Samsung this week became the seventh maker of Android devices to sign a patent cross licensing deal with Microsoft in just the past three months. The company will pay an undisclosed royalty to Microsoft for each Android-based smartphone and tablet device it sells.

Interestingly, Samsung is also a close Microsoft partner. The company sells the best-selling Windows Phone handset, the Focus, in the US. But this isn't particularly unique: HTC, another top seller of Android smart phones, also sells Windows Phone handsets and it too signed a patent licensing deal with Microsoft earlier this year.

And these patent licensing deals are turning into a decent business for Microsoft. According to a note from Goldman Sachs this week, the software giant could earn about $444 million from Android-based patent licensing in fiscal year 2012, which ends June 30, 2012.

Google describes Microsoft's patent moves as "extortion." But then Google has been freely using others' patented technologies for years and has driven its free Android OS to a dominant position in the market, leading to an antitrust investigation. And let's give Microsoft some credit for getting to the heart of the matter: In a tweet, Microsoft corporate communications chief Frank Shaw responded to Google's "extortion" claim with the following: "let me boil down the Google statement ... from 48 words to 1: Waaaah."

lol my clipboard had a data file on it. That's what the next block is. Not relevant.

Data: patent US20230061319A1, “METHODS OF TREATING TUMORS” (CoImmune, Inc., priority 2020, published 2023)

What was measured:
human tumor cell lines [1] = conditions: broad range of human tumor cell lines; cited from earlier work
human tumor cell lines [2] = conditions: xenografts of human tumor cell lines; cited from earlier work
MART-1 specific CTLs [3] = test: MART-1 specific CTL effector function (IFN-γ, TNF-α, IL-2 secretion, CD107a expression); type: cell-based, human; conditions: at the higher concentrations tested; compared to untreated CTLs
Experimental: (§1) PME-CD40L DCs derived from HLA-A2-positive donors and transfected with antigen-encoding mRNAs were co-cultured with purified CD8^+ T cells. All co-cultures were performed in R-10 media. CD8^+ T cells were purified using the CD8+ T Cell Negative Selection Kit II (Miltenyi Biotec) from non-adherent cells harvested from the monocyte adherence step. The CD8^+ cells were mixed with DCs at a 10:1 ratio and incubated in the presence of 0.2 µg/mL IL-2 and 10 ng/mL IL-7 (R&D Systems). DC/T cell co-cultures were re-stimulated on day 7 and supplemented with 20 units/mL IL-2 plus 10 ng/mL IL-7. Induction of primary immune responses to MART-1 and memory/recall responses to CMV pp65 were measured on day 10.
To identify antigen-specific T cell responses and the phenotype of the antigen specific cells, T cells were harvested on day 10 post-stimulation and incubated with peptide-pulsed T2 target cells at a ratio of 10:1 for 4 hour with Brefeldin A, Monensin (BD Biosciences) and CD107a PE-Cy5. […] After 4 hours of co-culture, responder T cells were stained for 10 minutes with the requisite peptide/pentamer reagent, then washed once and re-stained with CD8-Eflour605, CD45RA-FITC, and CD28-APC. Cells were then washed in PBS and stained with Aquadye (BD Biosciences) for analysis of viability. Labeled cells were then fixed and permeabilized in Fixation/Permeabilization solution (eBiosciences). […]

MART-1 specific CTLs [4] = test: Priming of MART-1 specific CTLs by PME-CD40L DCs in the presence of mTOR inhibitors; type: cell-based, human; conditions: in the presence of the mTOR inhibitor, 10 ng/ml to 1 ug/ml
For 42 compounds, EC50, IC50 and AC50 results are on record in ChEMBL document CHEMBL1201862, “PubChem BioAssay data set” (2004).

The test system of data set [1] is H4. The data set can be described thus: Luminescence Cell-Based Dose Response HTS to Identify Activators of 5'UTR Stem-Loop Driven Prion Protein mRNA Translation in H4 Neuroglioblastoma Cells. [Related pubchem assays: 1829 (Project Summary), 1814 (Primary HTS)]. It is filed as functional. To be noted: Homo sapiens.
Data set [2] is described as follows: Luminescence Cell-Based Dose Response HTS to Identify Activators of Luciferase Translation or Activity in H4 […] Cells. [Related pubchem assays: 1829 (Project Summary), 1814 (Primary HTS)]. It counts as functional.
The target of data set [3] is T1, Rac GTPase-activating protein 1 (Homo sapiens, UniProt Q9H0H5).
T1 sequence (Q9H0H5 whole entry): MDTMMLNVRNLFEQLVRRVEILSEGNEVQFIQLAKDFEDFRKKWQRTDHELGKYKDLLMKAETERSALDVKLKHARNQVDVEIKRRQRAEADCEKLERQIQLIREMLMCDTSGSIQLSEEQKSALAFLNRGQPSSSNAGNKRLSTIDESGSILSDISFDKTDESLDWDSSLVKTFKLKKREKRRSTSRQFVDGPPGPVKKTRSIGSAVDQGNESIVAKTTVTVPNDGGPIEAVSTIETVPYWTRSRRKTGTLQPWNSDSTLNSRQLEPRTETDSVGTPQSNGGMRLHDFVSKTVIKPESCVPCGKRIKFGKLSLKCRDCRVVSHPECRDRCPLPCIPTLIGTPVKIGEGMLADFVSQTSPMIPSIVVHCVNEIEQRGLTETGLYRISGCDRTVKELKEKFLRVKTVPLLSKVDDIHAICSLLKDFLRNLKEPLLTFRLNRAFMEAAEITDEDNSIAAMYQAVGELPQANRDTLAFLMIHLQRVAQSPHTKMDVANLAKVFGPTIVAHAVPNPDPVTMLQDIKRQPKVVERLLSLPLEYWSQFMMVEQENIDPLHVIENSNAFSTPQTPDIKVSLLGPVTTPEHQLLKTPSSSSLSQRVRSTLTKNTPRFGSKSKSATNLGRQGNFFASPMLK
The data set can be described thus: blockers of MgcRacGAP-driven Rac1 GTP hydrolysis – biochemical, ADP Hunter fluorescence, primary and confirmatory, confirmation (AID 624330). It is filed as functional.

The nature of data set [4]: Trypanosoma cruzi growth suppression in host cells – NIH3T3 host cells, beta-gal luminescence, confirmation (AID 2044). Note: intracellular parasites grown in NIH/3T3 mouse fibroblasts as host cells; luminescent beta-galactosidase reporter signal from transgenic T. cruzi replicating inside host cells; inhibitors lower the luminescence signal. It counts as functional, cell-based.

If comedy isn't your forte, then perhaps you'll find solace in a more straightforward explanation of why this and other patent cross licensing deals actually help drive innovation. This was provided by Microsoft general counsel Brad Smith and deputy general counsel Horacio Gutierrez in a blog post.

"These agreements prove that licensing works," the two wrote. "They show what can be achieved when companies sit down and address intellectual property issues in a responsible manner. The rapid growth of the technology industry, and its continued fast pace of innovation are founded on mutual respect for IP. Intellectual property continues to provide the engine that incentivizes research and development, leading to inventions that put new products and services in the hands of millions of consumers and businesses."

While Microsoft has been very successful getting Android device makers to license its patents, the company still faces a few holdouts, including Barnes & Noble and Motorola Mobility, the latter of which is in the midst of being purchased by Android maker Google. And there are questions around whether retailing giant Amazon, which recently announced an Android-based Kindle Fire tablet, will sign a similar agreement with Microsoft.